Bris­tol My­ers Squibb turns in pri­or­i­ty re­view vouch­er for sup­ple­men­tal in­di­ca­tion on an old Cel­gene drug

Af­ter turn­ing around Cel­gene’s S1P mod­u­la­tor for a long-await­ed ap­proval in mul­ti­ple scle­ro­sis, Bris­tol My­ers Squibb is now trad­ing in an FDA wild­card to get a quick re­view in ul­cer­a­tive col­i­tis.

BMS has re­deemed a pri­or­i­ty re­view vouch­er for a speedy de­ci­sion on its sup­ple­men­tal NDA for Zeposia, which hit the mar­ket this past June for MS. The FDA set a PDU­FA date for May 30 — and if giv­en the thumbs up, BMS says it would have the first oral sphin­go­sine-1-phos­phate (S1P) re­cep­tor mod­u­la­tor for UC.

The sub­mis­sion was based on re­sults from the Phase III True North study, in which Zeposia met both pri­ma­ry end­points in adults with mod­er­ate­ly to se­vere­ly ac­tive UC: the pro­por­tion of pa­tients in clin­i­cal re­mis­sion based at week 10 in the in­duc­tion phase, and at week 52 for the main­te­nance phase. Zeposia’s ef­fect was high­ly sta­tis­ti­cal­ly sig­nif­i­cant (p-val­ue < 0.0001) the com­pa­ny said in June, adding that the drug al­so met key sec­ondary end­points.

The over­all safe­ty pro­file was con­sis­tent with that of the al­ready ap­proved in­di­ca­tion, BMS said in a state­ment.

UC is a chron­ic in­flam­ma­to­ry bow­el dis­ease char­ac­ter­ized by an ab­nor­mal, pro­longed im­mune re­sponse that cre­ates long-last­ing in­flam­ma­tion and ul­cers in the lin­ing of the large in­tes­tine. Zeposia works in MS by re­duc­ing the ca­pac­i­ty of lym­pho­cytes to ex­it lymph nodes, thus re­duc­ing the num­ber of cir­cu­lat­ing lym­pho­cytes in pe­riph­er­al blood. While the mech­a­nism of ac­tion in UC is still un­clear, BMS thinks it may in­volve the re­duc­tion of lym­pho­cyte mi­gra­tion in­to the in­flamed in­testi­nal mu­cosa, or lin­ing.

BMS snagged Zeposia when it bought out Cel­gene for $74 bil­lion back in 2019. The drug, chem­i­cal­ly known as ozan­i­mod, had been side­lined af­ter Cel­gene was flagged for lame con­duct in fil­ing a drug ap­pli­ca­tion. The FDA slapped Cel­gene with a refuse-to-file let­ter, con­clud­ing that the “non­clin­i­cal and clin­i­cal phar­ma­col­o­gy sec­tions in the NDA were in­suf­fi­cient to per­mit a com­plete re­view.” BMS flipped the drug around for an OK in March, mak­ing it the third oral S1P mod­u­la­tor ap­proved for MS.

The com­pa­ny held back on com­mer­cial­iza­tion un­til June, due to the Covid-19 pan­dem­ic. Now time is of the essence, as they race for mar­ket­ing ap­proval in UC.

Pri­or­i­ty re­view vouch­ers are, in some ways, like a reg­u­la­to­ry “I owe you”: They al­low com­pa­nies to have one of their drugs fast-tracked un­der the FDA’s pri­or­i­ty re­view sys­tem. The idea of us­ing a vouch­er sys­tem was first pro­posed as a way to in­cen­tivize the de­vel­op­ment of drugs for ne­glect­ed trop­i­cal dis­eases. The first ver­sion was in­cor­po­rat­ed in the Food and Drug Ad­min­is­tra­tion Amend­ments Act (FDAAA) of 2007. Since then, guid­ance has been is­sued cov­er­ing more in­di­ca­tions, and al­low­ing com­pa­nies to buy and sell vouch­ers.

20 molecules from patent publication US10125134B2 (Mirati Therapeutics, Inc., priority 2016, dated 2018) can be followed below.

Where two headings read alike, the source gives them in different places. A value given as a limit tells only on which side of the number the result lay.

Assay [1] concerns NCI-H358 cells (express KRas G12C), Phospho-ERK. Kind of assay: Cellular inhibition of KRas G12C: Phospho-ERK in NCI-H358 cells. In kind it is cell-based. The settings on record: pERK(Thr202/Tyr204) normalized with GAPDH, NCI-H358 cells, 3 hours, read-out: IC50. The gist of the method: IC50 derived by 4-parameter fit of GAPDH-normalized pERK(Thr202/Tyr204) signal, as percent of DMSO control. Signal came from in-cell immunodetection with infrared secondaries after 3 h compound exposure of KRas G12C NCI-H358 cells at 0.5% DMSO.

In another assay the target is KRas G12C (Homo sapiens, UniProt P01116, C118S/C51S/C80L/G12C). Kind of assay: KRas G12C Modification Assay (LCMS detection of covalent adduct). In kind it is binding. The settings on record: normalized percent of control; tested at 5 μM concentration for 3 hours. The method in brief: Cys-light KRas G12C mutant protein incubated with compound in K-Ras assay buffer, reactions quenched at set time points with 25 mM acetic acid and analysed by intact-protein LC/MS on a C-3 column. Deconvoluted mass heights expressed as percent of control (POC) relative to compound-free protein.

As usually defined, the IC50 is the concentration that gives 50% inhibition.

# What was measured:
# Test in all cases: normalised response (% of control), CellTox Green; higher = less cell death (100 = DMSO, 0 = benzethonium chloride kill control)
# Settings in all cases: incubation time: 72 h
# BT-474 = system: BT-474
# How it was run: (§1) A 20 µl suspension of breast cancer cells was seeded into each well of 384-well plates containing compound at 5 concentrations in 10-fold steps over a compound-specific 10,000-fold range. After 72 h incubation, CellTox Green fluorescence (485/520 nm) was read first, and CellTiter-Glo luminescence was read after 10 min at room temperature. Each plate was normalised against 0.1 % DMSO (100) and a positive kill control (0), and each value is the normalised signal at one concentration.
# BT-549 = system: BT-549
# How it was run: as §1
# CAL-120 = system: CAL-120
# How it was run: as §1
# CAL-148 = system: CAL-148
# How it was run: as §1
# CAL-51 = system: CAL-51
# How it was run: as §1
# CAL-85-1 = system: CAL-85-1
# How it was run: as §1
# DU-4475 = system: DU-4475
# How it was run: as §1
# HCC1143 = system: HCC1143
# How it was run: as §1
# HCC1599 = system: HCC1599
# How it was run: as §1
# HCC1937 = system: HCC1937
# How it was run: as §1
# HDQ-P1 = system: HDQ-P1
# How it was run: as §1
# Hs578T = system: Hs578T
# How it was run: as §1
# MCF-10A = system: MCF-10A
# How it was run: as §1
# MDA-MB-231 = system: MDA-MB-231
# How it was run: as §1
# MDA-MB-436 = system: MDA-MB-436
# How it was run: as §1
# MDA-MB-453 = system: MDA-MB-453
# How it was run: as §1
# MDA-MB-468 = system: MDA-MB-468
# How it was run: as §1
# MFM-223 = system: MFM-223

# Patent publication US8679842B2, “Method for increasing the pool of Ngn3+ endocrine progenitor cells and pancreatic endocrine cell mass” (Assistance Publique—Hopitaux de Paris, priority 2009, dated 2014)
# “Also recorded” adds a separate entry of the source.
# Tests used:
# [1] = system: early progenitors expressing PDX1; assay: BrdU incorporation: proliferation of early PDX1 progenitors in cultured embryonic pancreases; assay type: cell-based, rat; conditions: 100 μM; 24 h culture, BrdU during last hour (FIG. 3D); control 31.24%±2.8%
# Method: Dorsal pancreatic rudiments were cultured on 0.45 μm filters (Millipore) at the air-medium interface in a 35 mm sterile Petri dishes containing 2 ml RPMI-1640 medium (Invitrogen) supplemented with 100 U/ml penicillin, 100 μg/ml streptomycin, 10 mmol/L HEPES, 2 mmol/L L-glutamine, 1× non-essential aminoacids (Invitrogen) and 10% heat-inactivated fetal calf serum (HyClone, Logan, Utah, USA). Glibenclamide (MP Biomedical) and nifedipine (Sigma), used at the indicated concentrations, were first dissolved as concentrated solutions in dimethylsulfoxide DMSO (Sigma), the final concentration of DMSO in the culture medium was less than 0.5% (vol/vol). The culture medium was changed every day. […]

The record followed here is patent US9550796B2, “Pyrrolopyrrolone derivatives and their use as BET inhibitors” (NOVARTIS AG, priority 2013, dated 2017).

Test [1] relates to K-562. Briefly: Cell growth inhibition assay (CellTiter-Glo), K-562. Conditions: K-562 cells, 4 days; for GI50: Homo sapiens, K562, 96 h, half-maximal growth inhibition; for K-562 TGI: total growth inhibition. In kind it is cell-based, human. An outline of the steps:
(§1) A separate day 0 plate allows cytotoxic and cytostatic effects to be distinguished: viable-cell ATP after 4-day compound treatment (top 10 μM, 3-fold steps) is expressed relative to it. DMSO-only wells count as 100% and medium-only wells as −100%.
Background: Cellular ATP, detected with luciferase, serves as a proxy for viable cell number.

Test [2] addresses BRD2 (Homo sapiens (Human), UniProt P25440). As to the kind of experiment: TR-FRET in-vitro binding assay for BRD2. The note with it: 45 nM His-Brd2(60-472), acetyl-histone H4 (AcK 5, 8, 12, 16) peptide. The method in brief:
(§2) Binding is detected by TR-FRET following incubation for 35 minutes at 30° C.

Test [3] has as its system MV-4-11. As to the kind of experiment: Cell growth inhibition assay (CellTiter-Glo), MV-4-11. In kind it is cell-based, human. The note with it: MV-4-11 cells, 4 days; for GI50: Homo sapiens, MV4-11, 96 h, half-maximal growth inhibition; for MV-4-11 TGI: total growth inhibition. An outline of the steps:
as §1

Robert Bradway (Photographer: Scott Eisen/Bloomberg via Getty Images)

UP­DAT­ED: Am­gen snaps up can­cer drug play­er Five Prime, adding PhI­II-ready FGFR2b drug in $2B M&A play

Amgen is making a long-awaited move on the M&A side, buying South San Francisco-based Five Prime $FPRX for close to $2 billion and adding a slate of new cancer drugs to the pipeline.

Amgen is paying $38 a share, putting the deal value at $1.9 billion. The stock closed at $21.26 last night, giving investors a 78% premium.

The jewel in the crown of this deal is bemarituzumab, which Amgen describes as a first-in-class, Phase III-ready anti-FGFR2b antibody. Amgen was drawn to the bargaining table by Five Prime’s mid-stage data on gastric cancer, satisfied by PFS and OS data helping to validate FGFR2b as a target. Amgen researchers will now expand on the R&D program in other epithelial cancers, including lung, breast, ovarian and other cancers.

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David Liu (Casey Atkins Photography courtesy Broad Institute)

David Liu has a new big idea: pro­teome edit­ing. It could one day shred tau, RAS and some of the worst dis­ease-caus­ing pro­teins

Before David Liu became famous for inventing new forms of gene editing, he was known around academia in part for a more obscure innovation: a Rube Goldberg-esque system that uses bacteria-infecting viruses to take one protein and turn it into another.

Since 2011, Liu’s lab has used the system, called PACE, to dream up fantastical new proteins: DNA base editors far more powerful than the original; more versatile forms of the gene editor Cas9; insecticides that kill insecticide-resistant bugs; enzymes that slide synthetic amino acids into living organisms. But they struggled throughout to master one of the most common and powerful proteins in the biological world: proteases, a set of Swiss army knife enzymes that cut, cleave or shred other proteins in everything from viruses to humans.